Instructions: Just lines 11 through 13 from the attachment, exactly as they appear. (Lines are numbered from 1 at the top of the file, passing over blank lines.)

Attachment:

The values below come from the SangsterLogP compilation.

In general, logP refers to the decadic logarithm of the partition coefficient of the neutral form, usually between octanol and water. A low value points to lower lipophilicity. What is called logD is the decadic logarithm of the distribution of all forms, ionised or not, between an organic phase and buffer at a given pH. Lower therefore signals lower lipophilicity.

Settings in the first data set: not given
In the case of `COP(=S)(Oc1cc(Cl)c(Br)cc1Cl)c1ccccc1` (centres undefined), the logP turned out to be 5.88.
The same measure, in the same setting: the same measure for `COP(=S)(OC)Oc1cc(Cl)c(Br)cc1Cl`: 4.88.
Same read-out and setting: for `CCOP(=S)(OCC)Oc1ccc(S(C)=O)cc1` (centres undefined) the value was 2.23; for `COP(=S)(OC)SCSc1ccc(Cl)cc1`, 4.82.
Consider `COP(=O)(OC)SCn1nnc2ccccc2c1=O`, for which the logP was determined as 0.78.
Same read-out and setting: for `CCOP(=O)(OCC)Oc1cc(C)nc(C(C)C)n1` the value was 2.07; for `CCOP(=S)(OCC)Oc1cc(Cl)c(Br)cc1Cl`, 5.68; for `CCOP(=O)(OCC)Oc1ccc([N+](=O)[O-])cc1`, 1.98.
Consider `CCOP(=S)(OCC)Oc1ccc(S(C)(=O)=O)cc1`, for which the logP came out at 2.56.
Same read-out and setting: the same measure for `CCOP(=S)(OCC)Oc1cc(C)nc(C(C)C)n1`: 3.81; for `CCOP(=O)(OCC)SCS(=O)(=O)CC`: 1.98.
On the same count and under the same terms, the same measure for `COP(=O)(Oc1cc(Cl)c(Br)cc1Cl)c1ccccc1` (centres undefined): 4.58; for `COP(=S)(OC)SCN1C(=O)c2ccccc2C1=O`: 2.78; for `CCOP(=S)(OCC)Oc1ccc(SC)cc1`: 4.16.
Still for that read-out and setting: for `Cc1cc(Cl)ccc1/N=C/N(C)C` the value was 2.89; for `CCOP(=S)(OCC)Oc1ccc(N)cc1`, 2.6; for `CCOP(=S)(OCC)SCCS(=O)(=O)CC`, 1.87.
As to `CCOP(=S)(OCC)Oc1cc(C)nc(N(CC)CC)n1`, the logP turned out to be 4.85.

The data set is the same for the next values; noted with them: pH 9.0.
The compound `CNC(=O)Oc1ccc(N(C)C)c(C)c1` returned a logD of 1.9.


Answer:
On the same count and under the same terms, the same measure for `COP(=O)(Oc1cc(Cl)c(Br)cc1Cl)c1ccccc1` (centres undefined): 4.58; for `COP(=S)(OC)SCN1C(=O)c2ccccc2C1=O`: 2.78; for `CCOP(=S)(OCC)Oc1ccc(SC)cc1`: 4.16.
Still for that read-out and setting: for `Cc1cc(Cl)ccc1/N=C/N(C)C` the value was 2.89; for `CCOP(=S)(OCC)Oc1ccc(N)cc1`, 2.6; for `CCOP(=S)(OCC)SCCS(=O)(=O)CC`, 1.87.
As to `CCOP(=S)(OCC)Oc1cc(C)nc(N(CC)CC)n1`, the logP turned out to be 4.85.